Spotted lanternfly detected in Michigan: What’s next for fruit and hop growers?

None found in fruit crops, but be on the lookout for spotted lanternfly this fall.

Spotted lanternfly adult on a tree.
Spotted lanternfly adult. Photo by Emelie Swackhamer, Penn State University, Bugwood.org.

On Aug. 11, 2022, Michigan Department of Agriculture and Rural Development announced detection of spotted lanternfly in Oakland County. This first detected population of spotted lanternfly feeding on tree of heaven and some other host plants means that Michigan moves from being classified as “at risk” to being a state where live spotted lanternfly have been detected. This increases the need for potentially affected growers and their crop advisors to be vigilant, as early detection is key to managing this invasive insect pest.

Grapes and hops are two perennial crops that spotted lanternfly are most likely to feed upon, producing sooty mold when spotted lanternfly feed in large aggregations. Large infestations of spotted lanternfly may also become a nuisance during harvest in other fall ripening crops like apples. Spotted lanternfly start developing into adults during late August, so this is a good time to be looking for them.

It is important to highlight that currently there are no known detections of spotted lanternfly in any Michigan fruit farms. To minimize the economic impact, growers and crop scouts should focus on looking for this pest and reporting any spotted lanternfly detections. This is a very distinctive insect with colorful red, black and white markings, so keep a lookout for the different life stages of spotted lanternfly. This can be done during normal crop scouting, and it will be important to train your harvest crews on what to look for since harvest of grapes, apples and hops overlaps with the timing of its adult life stage.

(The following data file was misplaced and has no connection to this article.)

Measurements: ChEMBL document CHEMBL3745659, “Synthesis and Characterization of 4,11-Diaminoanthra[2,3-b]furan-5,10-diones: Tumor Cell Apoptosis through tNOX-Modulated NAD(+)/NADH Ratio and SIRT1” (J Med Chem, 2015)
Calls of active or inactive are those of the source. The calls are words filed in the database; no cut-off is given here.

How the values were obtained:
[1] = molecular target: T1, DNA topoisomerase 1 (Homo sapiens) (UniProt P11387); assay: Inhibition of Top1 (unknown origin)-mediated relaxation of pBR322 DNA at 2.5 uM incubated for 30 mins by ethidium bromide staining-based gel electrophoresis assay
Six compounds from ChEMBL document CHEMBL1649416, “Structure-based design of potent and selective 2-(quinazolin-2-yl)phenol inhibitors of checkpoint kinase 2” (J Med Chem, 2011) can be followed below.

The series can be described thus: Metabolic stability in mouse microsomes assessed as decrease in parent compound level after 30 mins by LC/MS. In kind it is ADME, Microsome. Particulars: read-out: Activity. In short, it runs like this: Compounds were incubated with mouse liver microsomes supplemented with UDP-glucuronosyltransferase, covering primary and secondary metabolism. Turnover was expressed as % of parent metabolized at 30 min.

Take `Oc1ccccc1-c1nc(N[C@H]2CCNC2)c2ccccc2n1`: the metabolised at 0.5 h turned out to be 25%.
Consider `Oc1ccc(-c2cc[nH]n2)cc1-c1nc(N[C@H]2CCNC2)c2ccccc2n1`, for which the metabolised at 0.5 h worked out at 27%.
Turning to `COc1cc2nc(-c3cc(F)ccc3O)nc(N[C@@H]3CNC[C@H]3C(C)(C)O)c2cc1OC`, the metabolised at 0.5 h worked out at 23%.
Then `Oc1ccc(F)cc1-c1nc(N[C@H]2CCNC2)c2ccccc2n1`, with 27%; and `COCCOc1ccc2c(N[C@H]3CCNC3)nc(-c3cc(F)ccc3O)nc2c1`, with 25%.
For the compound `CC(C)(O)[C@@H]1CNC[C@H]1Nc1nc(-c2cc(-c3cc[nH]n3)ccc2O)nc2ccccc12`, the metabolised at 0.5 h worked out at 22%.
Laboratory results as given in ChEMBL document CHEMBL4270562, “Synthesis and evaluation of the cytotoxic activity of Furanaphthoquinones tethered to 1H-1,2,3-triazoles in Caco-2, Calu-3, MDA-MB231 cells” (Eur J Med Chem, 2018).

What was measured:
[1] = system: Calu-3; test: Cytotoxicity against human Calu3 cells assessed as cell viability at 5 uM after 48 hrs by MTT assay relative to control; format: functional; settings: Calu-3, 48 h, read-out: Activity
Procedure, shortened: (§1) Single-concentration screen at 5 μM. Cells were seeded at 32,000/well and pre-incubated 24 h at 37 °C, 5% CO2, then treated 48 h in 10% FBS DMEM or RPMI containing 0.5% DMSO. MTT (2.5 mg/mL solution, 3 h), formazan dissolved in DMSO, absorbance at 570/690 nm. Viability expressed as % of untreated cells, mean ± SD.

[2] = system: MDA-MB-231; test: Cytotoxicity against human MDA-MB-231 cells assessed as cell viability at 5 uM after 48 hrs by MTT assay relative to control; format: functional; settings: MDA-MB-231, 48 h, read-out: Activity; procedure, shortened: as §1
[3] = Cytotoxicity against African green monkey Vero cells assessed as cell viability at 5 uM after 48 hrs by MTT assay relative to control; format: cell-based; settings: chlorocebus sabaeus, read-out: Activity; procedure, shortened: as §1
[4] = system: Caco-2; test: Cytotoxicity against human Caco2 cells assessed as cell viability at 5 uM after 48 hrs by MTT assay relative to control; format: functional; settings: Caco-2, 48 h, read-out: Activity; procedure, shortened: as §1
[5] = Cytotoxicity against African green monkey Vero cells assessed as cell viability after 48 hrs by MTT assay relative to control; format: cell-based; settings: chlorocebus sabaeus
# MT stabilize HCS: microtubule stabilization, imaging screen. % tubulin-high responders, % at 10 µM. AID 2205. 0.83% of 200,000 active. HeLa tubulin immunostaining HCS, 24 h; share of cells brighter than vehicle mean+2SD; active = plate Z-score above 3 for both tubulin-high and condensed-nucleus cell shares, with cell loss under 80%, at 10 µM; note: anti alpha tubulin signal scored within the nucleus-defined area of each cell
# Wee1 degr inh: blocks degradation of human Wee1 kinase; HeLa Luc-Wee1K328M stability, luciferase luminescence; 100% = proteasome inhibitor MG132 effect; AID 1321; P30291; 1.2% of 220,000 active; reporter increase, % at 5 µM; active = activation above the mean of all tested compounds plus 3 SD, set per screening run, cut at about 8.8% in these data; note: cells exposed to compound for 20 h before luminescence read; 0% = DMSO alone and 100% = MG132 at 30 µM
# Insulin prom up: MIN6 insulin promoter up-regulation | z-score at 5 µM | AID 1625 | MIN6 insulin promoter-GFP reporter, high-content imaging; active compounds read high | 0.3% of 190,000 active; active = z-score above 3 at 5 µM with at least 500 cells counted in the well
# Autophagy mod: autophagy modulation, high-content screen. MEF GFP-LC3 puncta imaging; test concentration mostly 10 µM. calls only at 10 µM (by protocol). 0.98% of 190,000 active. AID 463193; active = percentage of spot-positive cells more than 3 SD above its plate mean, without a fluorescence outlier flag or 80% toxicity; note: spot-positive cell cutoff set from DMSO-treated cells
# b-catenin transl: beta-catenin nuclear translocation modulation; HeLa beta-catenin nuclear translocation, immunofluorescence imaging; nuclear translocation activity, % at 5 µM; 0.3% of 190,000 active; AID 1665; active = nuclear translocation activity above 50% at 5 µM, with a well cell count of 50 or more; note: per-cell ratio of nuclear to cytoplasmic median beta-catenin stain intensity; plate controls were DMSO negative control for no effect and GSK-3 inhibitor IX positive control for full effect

It is also important to check any local tree of heaven plants since that is a preferred host plant. Photos and more information on this pest and tree of heaven are available in the Michigan State University Extension resource, “Spotted Lanternfly: A Colorful Cause for Concern.” There is also lots of good information on the Penn State Extension Spotted Lanternfly website, including videos and photos.

Adult spotted lanternfly are expected to be active through September and until cold weather returns. If you see any insects suspected of being spotted lanternfly, collect the insect in a small jar or a Ziplock plastic bag and note the address. Suspect spotted lanternfly can be reported using the Eyes in The Field website run by the Michigan Department of Natural Resources, in their dedicated page for reporting spotted lanternfly. Here you can provide the location, host plant and insect life stage as well as upload photographs to help confirm the identification.

You can also contact MSU Plant & Pest Diagnostics to get confirmation on the identity of a suspected spotted lanternfly specimen or photo submitted to them. 

In the meantime, control efforts are already underway in the Oakland County location with the newly detected population. Since there has been no detection in crops yet, MSU Extension programs this fall and winter will highlight scouting and reporting, while also informing growers and the rest of the fruit industries about the latest research on spotted lanternfly biology and management. There has been a significant amount of recent research on these topics that will guide updated recommendations to help growers manage this new invasive insect.

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